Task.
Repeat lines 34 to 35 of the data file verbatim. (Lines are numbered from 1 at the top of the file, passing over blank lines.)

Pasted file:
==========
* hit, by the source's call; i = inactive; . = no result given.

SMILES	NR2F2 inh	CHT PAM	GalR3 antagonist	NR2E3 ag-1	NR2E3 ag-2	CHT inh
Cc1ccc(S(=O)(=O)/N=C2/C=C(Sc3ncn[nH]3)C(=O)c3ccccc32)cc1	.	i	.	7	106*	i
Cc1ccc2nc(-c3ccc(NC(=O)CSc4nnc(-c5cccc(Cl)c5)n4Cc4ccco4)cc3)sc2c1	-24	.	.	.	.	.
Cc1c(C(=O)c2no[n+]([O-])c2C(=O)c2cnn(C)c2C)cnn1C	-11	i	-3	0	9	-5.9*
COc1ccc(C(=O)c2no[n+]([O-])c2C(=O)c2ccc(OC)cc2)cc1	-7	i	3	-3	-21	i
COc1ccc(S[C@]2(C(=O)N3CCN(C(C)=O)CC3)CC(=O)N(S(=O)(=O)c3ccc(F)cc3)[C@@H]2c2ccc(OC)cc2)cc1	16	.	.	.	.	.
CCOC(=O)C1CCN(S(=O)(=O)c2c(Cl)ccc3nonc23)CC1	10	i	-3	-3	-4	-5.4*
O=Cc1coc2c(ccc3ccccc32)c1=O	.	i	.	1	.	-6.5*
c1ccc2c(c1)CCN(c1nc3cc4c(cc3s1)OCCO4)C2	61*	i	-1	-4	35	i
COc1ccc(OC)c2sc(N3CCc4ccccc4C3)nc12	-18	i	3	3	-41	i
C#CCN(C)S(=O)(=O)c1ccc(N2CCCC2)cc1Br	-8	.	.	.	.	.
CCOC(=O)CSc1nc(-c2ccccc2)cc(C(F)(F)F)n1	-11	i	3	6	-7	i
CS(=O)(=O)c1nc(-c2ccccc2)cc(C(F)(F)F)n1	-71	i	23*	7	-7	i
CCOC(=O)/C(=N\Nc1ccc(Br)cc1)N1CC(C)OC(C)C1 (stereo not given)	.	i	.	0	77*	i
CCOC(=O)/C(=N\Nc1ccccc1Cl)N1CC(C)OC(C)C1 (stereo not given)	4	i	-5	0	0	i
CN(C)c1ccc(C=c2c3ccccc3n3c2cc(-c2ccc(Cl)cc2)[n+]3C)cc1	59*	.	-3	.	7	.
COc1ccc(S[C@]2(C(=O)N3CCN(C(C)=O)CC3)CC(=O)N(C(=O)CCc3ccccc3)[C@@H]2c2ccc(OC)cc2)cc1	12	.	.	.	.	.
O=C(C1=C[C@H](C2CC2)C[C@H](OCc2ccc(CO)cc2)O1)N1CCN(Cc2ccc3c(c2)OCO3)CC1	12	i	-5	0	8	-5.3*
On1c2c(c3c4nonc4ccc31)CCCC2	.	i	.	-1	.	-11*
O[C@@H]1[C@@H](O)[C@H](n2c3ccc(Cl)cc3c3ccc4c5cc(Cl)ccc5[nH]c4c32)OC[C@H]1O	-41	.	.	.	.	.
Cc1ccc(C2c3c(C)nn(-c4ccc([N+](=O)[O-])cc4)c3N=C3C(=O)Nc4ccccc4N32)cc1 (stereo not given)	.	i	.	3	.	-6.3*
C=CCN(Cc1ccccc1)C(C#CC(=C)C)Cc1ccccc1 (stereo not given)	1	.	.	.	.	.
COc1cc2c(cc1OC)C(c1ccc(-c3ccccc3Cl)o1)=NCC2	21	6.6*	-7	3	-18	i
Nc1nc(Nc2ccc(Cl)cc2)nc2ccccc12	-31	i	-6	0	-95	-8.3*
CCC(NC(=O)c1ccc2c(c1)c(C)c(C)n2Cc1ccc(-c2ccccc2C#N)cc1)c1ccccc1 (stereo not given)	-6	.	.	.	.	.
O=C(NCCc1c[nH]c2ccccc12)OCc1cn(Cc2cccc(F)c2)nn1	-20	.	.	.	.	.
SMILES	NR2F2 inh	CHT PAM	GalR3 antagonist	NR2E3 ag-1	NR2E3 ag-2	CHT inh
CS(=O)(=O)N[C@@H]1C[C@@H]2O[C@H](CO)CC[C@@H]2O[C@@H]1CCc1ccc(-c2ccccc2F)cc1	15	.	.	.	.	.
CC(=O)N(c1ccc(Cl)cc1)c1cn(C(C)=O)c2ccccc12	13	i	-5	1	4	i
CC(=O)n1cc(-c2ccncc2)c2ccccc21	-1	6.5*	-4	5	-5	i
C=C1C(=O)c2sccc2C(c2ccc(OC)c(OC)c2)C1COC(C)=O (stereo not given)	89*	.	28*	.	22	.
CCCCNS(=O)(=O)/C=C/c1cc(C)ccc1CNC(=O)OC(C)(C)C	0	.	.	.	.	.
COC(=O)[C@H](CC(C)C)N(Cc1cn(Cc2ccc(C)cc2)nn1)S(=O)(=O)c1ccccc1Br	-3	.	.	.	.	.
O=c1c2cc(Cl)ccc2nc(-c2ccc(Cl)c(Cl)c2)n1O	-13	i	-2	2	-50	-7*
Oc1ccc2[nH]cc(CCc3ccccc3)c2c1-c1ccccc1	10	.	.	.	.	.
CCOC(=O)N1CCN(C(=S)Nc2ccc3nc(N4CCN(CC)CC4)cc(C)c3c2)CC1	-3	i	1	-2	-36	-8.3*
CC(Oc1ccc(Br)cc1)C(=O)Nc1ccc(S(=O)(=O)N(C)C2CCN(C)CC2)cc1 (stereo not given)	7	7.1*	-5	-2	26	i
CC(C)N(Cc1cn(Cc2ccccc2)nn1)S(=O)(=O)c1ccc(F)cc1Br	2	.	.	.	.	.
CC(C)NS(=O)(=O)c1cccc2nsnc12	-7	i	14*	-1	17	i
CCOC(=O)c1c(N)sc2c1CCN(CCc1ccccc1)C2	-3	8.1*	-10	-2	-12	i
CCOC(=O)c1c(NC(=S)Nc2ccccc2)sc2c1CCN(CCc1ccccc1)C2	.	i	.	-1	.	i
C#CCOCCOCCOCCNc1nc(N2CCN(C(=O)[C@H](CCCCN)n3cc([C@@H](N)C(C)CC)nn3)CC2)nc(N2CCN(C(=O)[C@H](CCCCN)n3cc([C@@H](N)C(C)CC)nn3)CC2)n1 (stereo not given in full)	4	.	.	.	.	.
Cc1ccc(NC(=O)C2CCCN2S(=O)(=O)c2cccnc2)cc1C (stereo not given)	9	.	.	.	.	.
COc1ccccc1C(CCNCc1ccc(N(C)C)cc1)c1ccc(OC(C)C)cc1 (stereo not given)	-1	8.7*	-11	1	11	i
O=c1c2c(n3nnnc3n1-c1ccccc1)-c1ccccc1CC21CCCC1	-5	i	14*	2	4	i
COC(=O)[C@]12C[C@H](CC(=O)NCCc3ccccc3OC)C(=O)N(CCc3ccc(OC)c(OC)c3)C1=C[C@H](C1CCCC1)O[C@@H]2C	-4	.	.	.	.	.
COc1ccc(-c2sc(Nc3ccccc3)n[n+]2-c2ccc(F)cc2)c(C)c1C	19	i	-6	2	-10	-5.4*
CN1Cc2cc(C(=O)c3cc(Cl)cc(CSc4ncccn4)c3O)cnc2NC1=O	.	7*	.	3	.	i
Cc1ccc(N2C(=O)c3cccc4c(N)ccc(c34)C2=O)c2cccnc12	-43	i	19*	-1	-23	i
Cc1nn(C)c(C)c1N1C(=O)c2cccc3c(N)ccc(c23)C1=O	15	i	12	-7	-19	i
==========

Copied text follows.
COC(=O)[C@H](CC(C)C)N(Cc1cn(Cc2ccc(C)cc2)nn1)S(=O)(=O)c1ccccc1Br	-3	.	.	.	.	.
O=c1c2cc(Cl)ccc2nc(-c2ccc(Cl)c(Cl)c2)n1O	-13	i	-2	2	-50	-7*